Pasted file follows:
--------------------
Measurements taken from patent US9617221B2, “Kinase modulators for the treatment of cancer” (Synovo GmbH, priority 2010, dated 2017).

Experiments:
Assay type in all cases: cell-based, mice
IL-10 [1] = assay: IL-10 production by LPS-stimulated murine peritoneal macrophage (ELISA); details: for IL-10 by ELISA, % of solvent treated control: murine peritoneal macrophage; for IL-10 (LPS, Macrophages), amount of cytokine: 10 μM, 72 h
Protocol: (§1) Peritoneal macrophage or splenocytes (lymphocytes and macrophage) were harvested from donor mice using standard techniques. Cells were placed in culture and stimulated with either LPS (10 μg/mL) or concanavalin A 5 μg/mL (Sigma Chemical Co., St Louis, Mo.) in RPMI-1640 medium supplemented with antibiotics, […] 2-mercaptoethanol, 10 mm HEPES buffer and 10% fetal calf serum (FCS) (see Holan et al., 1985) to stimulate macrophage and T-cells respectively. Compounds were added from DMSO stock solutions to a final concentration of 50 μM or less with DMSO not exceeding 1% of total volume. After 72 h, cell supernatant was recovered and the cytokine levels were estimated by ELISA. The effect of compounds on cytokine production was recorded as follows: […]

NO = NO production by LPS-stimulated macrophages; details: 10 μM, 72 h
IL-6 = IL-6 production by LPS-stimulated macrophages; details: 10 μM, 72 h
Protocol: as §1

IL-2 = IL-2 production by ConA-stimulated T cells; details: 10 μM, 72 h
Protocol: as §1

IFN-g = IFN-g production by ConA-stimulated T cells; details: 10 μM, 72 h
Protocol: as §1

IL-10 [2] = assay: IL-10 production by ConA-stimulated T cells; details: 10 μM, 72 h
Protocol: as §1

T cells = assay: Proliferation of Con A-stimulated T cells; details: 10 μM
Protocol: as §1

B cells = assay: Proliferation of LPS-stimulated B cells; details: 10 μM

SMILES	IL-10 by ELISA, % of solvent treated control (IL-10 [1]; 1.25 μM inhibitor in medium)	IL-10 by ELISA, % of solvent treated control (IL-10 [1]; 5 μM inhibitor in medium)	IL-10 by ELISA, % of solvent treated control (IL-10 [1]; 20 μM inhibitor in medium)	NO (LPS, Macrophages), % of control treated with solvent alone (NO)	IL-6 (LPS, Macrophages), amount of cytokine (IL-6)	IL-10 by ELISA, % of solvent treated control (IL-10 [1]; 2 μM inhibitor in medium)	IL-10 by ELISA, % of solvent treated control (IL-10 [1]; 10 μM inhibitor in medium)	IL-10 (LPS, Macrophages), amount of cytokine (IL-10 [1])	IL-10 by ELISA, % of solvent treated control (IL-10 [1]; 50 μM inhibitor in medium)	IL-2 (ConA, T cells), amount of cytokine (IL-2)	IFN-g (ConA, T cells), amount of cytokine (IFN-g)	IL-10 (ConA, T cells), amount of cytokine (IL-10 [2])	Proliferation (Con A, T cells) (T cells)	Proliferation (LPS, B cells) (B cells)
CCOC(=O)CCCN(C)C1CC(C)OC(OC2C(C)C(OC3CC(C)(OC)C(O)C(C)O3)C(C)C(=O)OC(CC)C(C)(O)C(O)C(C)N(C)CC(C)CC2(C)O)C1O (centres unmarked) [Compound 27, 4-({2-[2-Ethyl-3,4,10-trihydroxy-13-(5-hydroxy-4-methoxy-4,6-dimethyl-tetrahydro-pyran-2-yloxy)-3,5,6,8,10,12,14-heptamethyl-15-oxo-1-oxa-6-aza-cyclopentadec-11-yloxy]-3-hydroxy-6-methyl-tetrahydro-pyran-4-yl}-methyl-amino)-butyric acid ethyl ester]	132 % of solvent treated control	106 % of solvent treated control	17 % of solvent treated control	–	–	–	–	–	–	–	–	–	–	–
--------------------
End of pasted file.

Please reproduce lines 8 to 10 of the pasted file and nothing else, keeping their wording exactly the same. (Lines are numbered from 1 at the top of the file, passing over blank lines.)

Protocol: as §1

IL-2 = IL-2 production by ConA-stimulated T cells; details: 10 μM, 72 h
Protocol: as §1